First up, is a blog post from GitLab describing how they are moving their infrastructure from Azure to Google Cloud. I guess it’s not entirely surprising given the Microsoft GitHub acquisition, but they describe their primary motivation as being related to performance and reliability.

In any case, whatever the motivations, their blog post provides a good description of the differences between the platforms, as well as describes how they plan to go about infrastructure migration in a seamless way. It’s good to see how they rehearse this failover, learn lessons, fix, and repeat. This is a practice I am really keen on, and would love to see more organisations take seriously.

2 : Reusable serverless nanoservices

and other buzzwords! ok, so this next post is one by the BBC’s engineering team describing a re-architecture of one of their Newsround site. It goes into good detail about their new and old tech stack and motivations for their design decisions. Whilst I am wary of such buzzwords, it’s good to see a discussion around stateful vs stateless service design at scale, what that can look like, and what engineering benefits it could bring..

3 : Extracting Super Mario Levels

Finally because I can’t resist a bit of reverse engineering especially where computer games are concerned, here’s a post describing someone working on extracting Super Mario Brothers Levels using Python. Again, the technical details of both the level data as well as the approach to reverse engineering are interesting.

I believe understanding legacy code is a skill that more developers should be encouraged to work on, and find games provide a more fun way of working on that skill. I’m actually working with someone on producing more content around that area, but we have some other material to get through first before we get to that!

So, that’s it for this week.

If you have any articles, announcements, tutorials, or anything else you think should be included next week, then just drop me an email.

Weekly developer news – June 22nd 2018

So, welcome to the next edition of developer news, the place where I try to narrow down the week’s tech news to the top few items that I think are worth checking out if you are like me, a professional software developing striving to improve.

1 : Machine Learning Technical Debt

First up, is a publication by Google AI titled Machine Learning: The High Interest Credit Card of Technical Debt. This in an interesting paper that discusses how technical debt can manifest itself in a machine learning implementation. It goes on to discuss various risk factors as well as design patterns that can be followed to reduce risk in these areas. As someone who helps teams address technical debt day to day, I find this an interesting read to see how this relates to a field that seems to be evolving and gaining popularity relatively rapidly right now.

2 : React Native (no longer) at Airbnb

Next, a React Native post from Airbnb’s engineering team.  They went all in on React Native two years ago, and have since moved away from it. This post is a multi part series describing in good detail their experience with React Native. The good parts, and the bad parts. As with anything in the development world, it’s often not about saying this tool isn’t suitable, it’s about looking at what scenarios it could be used, where it might not be appropriate etc. Many of the principles and good points from their experiences have been carried across to their new platform, so now matter what your tech stack looks like, this is worth a read.

3 : MySQL at GitHub

Finally for this week is another post by a big company’s engineering team. This time, by GitHub, posting on how they use MySQL in an environment where high availability is essential. There’s some technical detail here about system configuration, but also some interesting points regarding monitoring and tooling. Even if you aren’t operating at this scale, there are points here that many organisations could benefit from adopting.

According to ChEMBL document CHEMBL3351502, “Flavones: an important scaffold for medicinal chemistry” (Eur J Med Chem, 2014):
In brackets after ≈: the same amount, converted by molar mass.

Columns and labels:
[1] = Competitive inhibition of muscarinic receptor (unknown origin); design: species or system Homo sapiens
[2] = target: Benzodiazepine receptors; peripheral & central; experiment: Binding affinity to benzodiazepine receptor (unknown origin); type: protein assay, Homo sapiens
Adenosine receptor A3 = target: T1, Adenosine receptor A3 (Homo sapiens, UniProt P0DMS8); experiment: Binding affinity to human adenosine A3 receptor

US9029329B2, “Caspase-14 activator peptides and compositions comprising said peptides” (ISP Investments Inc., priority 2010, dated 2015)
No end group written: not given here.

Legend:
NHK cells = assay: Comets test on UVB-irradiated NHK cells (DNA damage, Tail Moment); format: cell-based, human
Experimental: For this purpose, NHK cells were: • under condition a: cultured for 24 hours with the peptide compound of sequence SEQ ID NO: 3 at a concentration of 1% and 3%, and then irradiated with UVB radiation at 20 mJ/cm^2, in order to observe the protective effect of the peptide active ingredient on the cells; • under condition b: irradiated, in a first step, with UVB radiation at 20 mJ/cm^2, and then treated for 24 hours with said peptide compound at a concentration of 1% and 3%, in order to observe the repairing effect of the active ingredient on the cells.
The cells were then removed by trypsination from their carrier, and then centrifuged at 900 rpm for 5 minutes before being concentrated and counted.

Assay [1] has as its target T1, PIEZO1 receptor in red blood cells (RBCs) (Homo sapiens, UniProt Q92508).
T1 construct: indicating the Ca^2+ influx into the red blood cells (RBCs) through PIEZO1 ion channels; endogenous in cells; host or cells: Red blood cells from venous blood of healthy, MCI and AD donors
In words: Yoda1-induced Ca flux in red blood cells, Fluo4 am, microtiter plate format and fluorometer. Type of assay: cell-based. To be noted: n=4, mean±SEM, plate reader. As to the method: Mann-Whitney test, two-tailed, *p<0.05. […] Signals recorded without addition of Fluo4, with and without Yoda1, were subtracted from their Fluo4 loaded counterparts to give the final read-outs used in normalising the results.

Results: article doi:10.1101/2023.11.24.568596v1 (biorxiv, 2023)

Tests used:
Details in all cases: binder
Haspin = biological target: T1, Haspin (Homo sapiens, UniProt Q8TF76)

So, that’s it for this week.

If you have any articles, announcements, tutorials, or anything else you think should be included next week, then just drop me an email.

Weekly developer news – June 15th 2018

So, welcome to the next edition of developer news, the place where I try to narrow down the week’s tech news to the top few items that I think are worth checking out if you are like me, a professional software developing striving to improve.

1 : React Native Rearchitecture

First up, is a blog post by the Facebook engineering team titled State of React Native 2018. In this post they cover in a lot of detail the initial principles that informed many of the design decisions in React Native as it is now. React Native is now 5 years old, any there have been many developments in technologies since then, and many lessons learned.

In this post, they announced that they are now “working on a large-scale rearchitecture of React Native to make the framework more flexible and integrate better with native infrastructure in hybrid JavaScript/native apps”.

For me, it will be interesting to monitor this to see whether React Native could be introduced to more of my mobile projects.

2 : Twitter meets TensorFlow

Next, another post from a large tech company. This time Twitter on their engineering blog describing their machine learning platform, how it has moved on from early Lua based versions, and how they are now looking to move everything over to TensorFlow. The blog post proves a good insight into their machine learning platform, it’s capabilities and what is involved in operating at that level of scale, and highlights the importance of having tooling that supports their day to day development and operations..

3 : Reverse engineering Animal Crossing

Finally for this week is a post by James Chambers describing how he went about reverse engineering Animal Crossing’s developer mode. In the past, I have done a little reverse engineering, but not a lot. I always find these walkthroughs interesting and worth reading, as it highlights how even when knowing nothing at all about the code being debugged, if we work at trying to understand the behaviour, we can still reverse engineer it and understand how it works.

I also really like the idea of using games as a development learning tool. They can provide a fun and rewarding way of working on complex software engineering problems.

So, that’s it for this week.

If you have any articles, announcements, tutorials, or anything else you think should be included next week, then just drop me an email.

Weekly developer news – June 8th 2018